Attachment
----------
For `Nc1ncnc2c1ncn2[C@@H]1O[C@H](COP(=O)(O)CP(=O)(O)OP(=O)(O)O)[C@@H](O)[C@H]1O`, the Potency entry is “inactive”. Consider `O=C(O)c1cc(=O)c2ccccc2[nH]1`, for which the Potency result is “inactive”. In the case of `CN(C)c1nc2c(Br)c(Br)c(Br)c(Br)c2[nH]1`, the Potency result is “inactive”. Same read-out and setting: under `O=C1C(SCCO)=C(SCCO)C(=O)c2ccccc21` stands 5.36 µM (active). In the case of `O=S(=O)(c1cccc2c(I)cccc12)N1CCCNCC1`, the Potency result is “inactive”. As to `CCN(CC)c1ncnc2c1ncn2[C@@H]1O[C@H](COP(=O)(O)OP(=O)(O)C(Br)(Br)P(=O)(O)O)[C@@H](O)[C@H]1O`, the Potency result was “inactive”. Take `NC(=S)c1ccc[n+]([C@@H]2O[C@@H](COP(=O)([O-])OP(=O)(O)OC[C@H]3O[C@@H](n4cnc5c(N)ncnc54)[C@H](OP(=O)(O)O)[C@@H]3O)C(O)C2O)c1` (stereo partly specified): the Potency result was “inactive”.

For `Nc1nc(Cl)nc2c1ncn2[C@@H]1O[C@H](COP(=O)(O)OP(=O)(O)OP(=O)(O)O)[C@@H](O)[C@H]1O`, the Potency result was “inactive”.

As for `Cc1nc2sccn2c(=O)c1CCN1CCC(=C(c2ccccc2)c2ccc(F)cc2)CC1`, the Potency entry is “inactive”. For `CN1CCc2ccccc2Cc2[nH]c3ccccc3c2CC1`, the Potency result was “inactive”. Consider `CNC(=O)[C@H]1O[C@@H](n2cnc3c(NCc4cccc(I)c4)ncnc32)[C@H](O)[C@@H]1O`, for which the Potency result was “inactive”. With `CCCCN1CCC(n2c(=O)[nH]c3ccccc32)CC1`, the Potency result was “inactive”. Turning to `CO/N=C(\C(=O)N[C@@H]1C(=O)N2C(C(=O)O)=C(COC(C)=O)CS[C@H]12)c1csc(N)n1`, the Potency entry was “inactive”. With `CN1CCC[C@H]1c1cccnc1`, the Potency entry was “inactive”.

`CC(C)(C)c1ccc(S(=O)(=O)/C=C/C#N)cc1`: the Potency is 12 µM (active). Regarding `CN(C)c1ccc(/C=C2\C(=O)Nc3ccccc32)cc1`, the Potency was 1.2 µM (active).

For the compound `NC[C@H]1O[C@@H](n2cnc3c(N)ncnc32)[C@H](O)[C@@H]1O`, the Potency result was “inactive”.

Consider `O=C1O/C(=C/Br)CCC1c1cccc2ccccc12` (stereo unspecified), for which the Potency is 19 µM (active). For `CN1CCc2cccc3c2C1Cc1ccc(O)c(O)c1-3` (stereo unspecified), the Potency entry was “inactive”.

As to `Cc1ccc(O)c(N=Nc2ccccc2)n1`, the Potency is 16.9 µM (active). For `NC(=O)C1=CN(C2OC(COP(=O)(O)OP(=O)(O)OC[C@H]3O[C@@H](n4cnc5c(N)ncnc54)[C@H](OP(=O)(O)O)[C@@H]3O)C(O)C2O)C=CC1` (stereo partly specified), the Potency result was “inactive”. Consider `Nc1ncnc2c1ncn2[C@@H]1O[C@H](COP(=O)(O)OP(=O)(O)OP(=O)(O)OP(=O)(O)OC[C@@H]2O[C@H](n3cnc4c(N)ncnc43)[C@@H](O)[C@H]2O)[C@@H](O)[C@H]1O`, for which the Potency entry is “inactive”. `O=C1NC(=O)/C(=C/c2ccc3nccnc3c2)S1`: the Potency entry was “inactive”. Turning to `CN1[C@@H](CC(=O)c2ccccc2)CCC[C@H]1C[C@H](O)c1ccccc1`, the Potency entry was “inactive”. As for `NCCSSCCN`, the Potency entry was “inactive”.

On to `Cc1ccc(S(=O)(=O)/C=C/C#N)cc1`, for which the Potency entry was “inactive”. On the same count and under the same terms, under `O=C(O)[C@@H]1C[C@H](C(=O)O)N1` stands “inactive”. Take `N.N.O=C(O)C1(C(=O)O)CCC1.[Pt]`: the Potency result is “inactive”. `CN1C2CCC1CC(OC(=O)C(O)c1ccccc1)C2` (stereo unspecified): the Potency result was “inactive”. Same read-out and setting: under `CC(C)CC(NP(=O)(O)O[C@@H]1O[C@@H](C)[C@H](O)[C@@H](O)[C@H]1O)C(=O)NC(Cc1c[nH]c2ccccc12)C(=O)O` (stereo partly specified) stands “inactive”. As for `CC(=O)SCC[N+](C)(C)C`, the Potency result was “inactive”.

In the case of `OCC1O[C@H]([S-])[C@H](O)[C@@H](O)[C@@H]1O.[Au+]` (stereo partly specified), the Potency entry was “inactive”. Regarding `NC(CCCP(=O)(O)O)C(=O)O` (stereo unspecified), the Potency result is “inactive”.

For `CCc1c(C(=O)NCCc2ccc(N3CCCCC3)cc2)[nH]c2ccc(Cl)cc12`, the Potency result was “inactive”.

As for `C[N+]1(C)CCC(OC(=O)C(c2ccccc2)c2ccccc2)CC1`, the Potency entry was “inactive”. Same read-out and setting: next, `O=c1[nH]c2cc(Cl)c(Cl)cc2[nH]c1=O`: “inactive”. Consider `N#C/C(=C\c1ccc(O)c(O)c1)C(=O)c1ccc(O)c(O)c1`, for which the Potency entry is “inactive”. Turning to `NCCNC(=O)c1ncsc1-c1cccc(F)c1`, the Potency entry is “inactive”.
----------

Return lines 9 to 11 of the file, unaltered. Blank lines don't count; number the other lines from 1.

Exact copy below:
In the case of `OCC1O[C@H]([S-])[C@H](O)[C@@H](O)[C@@H]1O.[Au+]` (stereo partly specified), the Potency entry was “inactive”. Regarding `NC(CCCP(=O)(O)O)C(=O)O` (stereo unspecified), the Potency result is “inactive”.

For `CCc1c(C(=O)NCCc2ccc(N3CCCCC3)cc2)[nH]c2ccc(Cl)cc12`, the Potency result was “inactive”.

As for `C[N+]1(C)CCC(OC(=O)C(c2ccccc2)c2ccccc2)CC1`, the Potency entry was “inactive”. Same read-out and setting: next, `O=c1[nH]c2cc(Cl)c(Cl)cc2[nH]c1=O`: “inactive”. Consider `N#C/C(=C\c1ccc(O)c(O)c1)C(=O)c1ccc(O)c(O)c1`, for which the Potency entry is “inactive”. Turning to `NCCNC(=O)c1ncsc1-c1cccc(F)c1`, the Potency entry is “inactive”.